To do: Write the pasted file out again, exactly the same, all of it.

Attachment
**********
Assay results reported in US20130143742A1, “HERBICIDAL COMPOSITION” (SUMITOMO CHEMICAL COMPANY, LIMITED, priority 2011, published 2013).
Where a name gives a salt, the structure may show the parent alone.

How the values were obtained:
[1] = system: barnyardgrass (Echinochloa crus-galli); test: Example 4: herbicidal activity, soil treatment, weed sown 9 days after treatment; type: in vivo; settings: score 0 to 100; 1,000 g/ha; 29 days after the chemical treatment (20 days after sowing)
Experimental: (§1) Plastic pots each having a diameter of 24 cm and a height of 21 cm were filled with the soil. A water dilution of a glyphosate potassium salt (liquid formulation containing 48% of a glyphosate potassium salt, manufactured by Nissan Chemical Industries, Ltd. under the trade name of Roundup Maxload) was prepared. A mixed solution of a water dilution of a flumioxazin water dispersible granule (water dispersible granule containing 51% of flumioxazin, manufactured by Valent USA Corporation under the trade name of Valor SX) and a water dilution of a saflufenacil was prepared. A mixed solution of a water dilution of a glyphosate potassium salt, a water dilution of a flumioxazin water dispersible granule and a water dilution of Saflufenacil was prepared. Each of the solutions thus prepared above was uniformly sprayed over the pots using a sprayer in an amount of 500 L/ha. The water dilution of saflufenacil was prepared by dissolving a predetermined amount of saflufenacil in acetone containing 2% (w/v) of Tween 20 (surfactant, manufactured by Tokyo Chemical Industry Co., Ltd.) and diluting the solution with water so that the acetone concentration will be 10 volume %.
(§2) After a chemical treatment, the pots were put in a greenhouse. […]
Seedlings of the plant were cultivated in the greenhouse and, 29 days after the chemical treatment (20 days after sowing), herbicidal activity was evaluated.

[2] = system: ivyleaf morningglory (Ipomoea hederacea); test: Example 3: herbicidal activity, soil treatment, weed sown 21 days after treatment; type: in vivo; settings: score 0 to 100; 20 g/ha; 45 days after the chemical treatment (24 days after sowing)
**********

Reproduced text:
Assay results reported in US20130143742A1, “HERBICIDAL COMPOSITION” (SUMITOMO CHEMICAL COMPANY, LIMITED, priority 2011, published 2013).
Where a name gives a salt, the structure may show the parent alone.

How the values were obtained:
[1] = system: barnyardgrass (Echinochloa crus-galli); test: Example 4: herbicidal activity, soil treatment, weed sown 9 days after treatment; type: in vivo; settings: score 0 to 100; 1,000 g/ha; 29 days after the chemical treatment (20 days after sowing)
Experimental: (§1) Plastic pots each having a diameter of 24 cm and a height of 21 cm were filled with the soil. A water dilution of a glyphosate potassium salt (liquid formulation containing 48% of a glyphosate potassium salt, manufactured by Nissan Chemical Industries, Ltd. under the trade name of Roundup Maxload) was prepared. A mixed solution of a water dilution of a flumioxazin water dispersible granule (water dispersible granule containing 51% of flumioxazin, manufactured by Valent USA Corporation under the trade name of Valor SX) and a water dilution of a saflufenacil was prepared. A mixed solution of a water dilution of a glyphosate potassium salt, a water dilution of a flumioxazin water dispersible granule and a water dilution of Saflufenacil was prepared. Each of the solutions thus prepared above was uniformly sprayed over the pots using a sprayer in an amount of 500 L/ha. The water dilution of saflufenacil was prepared by dissolving a predetermined amount of saflufenacil in acetone containing 2% (w/v) of Tween 20 (surfactant, manufactured by Tokyo Chemical Industry Co., Ltd.) and diluting the solution with water so that the acetone concentration will be 10 volume %.
(§2) After a chemical treatment, the pots were put in a greenhouse. […]
Seedlings of the plant were cultivated in the greenhouse and, 29 days after the chemical treatment (20 days after sowing), herbicidal activity was evaluated.

[2] = system: ivyleaf morningglory (Ipomoea hederacea); test: Example 3: herbicidal activity, soil treatment, weed sown 21 days after treatment; type: in vivo; settings: score 0 to 100; 20 g/ha; 45 days after the chemical treatment (24 days after sowing)